Letizia Ragni

Università Politecnica delle Marche, Ancona, The Marches, Italy

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Publications (4)14.6 Total impact

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    ABSTRACT: N-acylethanolamides (NAEs) are hydrophobic molecules synthesized in many tissues. An increase in the plasma levels of NAEs has been observed in human diseases. Previous studies have suggested that NAEs could exert a protective effect against oxidative stress. Aim of the study was to investigate whether NAEs (oleoylethanolamide, palmitoylethanolamide and anandamide), differing for acyl chain length and unsaturation, exert a protective role against plasma lipid peroxidation triggered by incubation with Cu2+ or AAPH (2,2′-azobis(2-amidinopropane) dihydrochloride). Moreover, we investigated the effect of NAEs on the activity of HDL-associated paraoxonase (PON1), an enzyme involved in the antioxidant end anti-inflammatory role of human high density lipoproteins (HDL). The results demonstrated that the NAEs protect plasma lipids and PON1 activity against AAPH and/or copper-induced oxidation.
    BioFactors 01/2008; 33(3):201-9. DOI:10.1002/biof.5520330306 · 4.59 Impact Factor
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    ABSTRACT: Ubiquinone-10 plays a central role in energy production and its reduced form, ubiquinol-10 is also capable of acting as a potent radical scavenging antioxidant against membrane lipid peroxidation. Efficiency of this protection depends mostly on its localization in lipid bilayer. The intrinsic fluorescence of ubiquinol-10 and of the exogenous probe, Laurdan, has been used to determine the location of ubiquinol-10 in unilamellar liposomes of egg phosphatidylcholine (EggPC) and dimyristoyl phosphatidylcholine. Laurdan fluorescence moiety is positioned at the hydrophilic-hydrophobic interface of the phospholipid bilayer and its parameters reflect the membrane polarity and microheterogeneity, which we have used to explore the coexistence of microdomains with distinct physical properties. In liquid-crystalline bilayers ubiquinol has a short fluorescence lifetime (0.4 ns) and a high steady-state anisotropy. In a concentration-dependent manner, ubiquinol-10 influences the Laurdan excitation, emission and generalized polarization measurements. In EggPC liposomes ubiquinol-10 induces a decrease in membrane water mobility near the probe, while in dimyristoyl liposomes a decrease in the membrane water content was found. Moreover the presence of ubiquinol results in the formation of coexisting phospholipid domains of gel and liquid-crystalline phases. The results indicate that ubiquinol-10 molecules are mainly located at the polar-lipid interface, inducing changes in the physico-chemical properties of the bilayer microenvironment.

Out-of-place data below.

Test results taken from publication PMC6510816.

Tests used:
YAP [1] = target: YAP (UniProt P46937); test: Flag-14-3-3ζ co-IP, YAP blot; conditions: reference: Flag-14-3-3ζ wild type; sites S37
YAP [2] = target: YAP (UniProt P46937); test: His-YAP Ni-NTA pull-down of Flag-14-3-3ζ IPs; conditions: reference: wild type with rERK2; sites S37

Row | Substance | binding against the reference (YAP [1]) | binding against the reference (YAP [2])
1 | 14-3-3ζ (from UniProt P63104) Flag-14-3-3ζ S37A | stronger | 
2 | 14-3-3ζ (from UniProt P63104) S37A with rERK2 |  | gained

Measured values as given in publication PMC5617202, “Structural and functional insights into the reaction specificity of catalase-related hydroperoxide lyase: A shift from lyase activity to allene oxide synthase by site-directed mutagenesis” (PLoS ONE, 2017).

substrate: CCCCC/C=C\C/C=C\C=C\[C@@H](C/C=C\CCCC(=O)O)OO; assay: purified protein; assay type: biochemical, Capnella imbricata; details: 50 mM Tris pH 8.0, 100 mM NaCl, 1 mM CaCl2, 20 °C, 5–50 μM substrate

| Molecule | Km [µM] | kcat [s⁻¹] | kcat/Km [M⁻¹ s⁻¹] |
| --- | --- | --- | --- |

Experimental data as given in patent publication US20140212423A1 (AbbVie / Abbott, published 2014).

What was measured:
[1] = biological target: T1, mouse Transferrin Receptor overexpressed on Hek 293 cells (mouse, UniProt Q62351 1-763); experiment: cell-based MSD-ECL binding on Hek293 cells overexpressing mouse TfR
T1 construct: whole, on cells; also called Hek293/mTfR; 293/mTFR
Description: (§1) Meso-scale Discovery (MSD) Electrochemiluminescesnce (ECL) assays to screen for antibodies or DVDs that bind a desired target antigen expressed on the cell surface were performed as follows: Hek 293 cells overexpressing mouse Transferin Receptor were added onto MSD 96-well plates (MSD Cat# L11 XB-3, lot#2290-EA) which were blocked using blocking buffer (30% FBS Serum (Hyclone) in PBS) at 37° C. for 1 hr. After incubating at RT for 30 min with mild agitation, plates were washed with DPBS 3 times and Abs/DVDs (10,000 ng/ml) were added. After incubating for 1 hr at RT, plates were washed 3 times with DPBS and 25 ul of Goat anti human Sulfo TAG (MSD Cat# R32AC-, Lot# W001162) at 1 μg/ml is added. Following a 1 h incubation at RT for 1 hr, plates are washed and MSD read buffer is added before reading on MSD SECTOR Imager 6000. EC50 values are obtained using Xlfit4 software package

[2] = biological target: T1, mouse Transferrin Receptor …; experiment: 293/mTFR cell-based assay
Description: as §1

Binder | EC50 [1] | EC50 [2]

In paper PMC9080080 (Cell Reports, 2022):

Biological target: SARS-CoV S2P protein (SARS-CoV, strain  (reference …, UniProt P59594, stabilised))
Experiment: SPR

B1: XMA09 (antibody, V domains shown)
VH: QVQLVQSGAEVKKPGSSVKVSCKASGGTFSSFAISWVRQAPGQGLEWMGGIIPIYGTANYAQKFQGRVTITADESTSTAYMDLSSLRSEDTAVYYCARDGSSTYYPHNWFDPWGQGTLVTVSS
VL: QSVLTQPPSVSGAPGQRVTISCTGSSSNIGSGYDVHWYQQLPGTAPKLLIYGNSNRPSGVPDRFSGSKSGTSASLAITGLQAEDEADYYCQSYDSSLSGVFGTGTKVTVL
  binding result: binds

Photochemistry and Photobiology 11/2007; 84(1):209-14. DOI:10.1111/j.1751-1097.2007.00221.x · 2.27 Impact Factor